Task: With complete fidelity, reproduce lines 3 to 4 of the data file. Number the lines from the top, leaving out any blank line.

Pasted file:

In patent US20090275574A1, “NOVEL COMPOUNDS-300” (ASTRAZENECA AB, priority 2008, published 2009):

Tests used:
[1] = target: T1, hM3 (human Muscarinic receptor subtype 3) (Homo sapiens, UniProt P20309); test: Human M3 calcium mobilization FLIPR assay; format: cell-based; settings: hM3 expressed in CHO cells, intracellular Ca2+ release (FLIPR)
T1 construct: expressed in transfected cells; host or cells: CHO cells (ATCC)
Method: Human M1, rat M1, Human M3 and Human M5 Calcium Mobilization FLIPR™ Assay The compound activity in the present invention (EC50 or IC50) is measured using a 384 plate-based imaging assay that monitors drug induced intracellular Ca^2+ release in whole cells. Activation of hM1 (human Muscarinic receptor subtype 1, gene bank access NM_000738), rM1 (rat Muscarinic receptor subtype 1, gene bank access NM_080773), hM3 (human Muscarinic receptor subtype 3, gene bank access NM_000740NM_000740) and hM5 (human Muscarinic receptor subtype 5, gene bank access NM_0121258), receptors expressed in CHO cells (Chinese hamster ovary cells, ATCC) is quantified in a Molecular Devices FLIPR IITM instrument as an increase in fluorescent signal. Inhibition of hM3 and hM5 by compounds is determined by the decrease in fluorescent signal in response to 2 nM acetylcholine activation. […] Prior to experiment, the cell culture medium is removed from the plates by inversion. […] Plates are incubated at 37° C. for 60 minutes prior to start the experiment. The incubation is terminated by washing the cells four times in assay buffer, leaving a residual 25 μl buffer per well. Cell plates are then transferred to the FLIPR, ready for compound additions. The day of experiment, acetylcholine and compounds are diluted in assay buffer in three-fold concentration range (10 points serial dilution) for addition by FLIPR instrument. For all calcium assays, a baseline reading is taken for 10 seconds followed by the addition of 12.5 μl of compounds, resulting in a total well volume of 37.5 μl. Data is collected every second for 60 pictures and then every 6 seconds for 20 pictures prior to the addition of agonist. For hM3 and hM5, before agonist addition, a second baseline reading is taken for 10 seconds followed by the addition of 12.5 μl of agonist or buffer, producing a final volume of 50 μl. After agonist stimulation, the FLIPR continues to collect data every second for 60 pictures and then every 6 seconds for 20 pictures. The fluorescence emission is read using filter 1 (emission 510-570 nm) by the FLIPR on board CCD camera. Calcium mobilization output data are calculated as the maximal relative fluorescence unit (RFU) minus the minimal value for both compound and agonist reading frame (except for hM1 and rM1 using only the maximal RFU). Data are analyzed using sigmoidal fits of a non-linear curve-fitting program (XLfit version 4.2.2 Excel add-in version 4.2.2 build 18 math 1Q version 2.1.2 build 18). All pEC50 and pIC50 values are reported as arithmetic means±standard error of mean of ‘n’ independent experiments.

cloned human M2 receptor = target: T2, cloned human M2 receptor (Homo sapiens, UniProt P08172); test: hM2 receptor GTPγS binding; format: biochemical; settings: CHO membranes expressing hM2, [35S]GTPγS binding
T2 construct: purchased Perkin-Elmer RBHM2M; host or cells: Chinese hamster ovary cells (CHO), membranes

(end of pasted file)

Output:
[1] = target: T1, hM3 (human Muscarinic receptor subtype 3) (Homo sapiens, UniProt P20309); test: Human M3 calcium mobilization FLIPR assay; format: cell-based; settings: hM3 expressed in CHO cells, intracellular Ca2+ release (FLIPR)
T1 construct: expressed in transfected cells; host or cells: CHO cells (ATCC)